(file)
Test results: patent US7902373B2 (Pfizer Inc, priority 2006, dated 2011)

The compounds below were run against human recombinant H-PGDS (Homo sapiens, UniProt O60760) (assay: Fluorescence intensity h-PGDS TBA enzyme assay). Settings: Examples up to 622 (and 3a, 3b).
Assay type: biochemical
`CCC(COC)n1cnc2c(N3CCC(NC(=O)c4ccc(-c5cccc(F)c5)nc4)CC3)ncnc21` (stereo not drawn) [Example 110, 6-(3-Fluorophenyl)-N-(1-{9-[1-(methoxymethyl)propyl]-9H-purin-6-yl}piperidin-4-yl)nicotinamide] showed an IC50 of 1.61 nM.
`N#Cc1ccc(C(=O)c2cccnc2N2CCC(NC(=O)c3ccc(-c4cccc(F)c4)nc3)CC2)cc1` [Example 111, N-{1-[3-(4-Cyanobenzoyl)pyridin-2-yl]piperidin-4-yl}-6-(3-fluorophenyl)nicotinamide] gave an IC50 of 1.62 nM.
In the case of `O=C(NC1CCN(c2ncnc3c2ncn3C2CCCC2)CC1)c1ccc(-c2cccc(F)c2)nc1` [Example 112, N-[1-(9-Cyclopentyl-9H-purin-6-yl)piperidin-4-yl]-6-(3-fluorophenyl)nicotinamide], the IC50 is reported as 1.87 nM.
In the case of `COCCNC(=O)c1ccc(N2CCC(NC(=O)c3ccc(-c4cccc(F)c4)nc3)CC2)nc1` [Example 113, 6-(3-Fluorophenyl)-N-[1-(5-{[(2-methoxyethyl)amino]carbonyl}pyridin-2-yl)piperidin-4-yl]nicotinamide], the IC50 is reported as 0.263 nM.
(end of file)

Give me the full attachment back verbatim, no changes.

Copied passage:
Test results: patent US7902373B2 (Pfizer Inc, priority 2006, dated 2011)

The compounds below were run against human recombinant H-PGDS (Homo sapiens, UniProt O60760) (assay: Fluorescence intensity h-PGDS TBA enzyme assay). Settings: Examples up to 622 (and 3a, 3b).
Assay type: biochemical
`CCC(COC)n1cnc2c(N3CCC(NC(=O)c4ccc(-c5cccc(F)c5)nc4)CC3)ncnc21` (stereo not drawn) [Example 110, 6-(3-Fluorophenyl)-N-(1-{9-[1-(methoxymethyl)propyl]-9H-purin-6-yl}piperidin-4-yl)nicotinamide] showed an IC50 of 1.61 nM.
`N#Cc1ccc(C(=O)c2cccnc2N2CCC(NC(=O)c3ccc(-c4cccc(F)c4)nc3)CC2)cc1` [Example 111, N-{1-[3-(4-Cyanobenzoyl)pyridin-2-yl]piperidin-4-yl}-6-(3-fluorophenyl)nicotinamide] gave an IC50 of 1.62 nM.
In the case of `O=C(NC1CCN(c2ncnc3c2ncn3C2CCCC2)CC1)c1ccc(-c2cccc(F)c2)nc1` [Example 112, N-[1-(9-Cyclopentyl-9H-purin-6-yl)piperidin-4-yl]-6-(3-fluorophenyl)nicotinamide], the IC50 is reported as 1.87 nM.
In the case of `COCCNC(=O)c1ccc(N2CCC(NC(=O)c3ccc(-c4cccc(F)c4)nc3)CC2)nc1` [Example 113, 6-(3-Fluorophenyl)-N-[1-(5-{[(2-methoxyethyl)amino]carbonyl}pyridin-2-yl)piperidin-4-yl]nicotinamide], the IC50 is reported as 0.263 nM.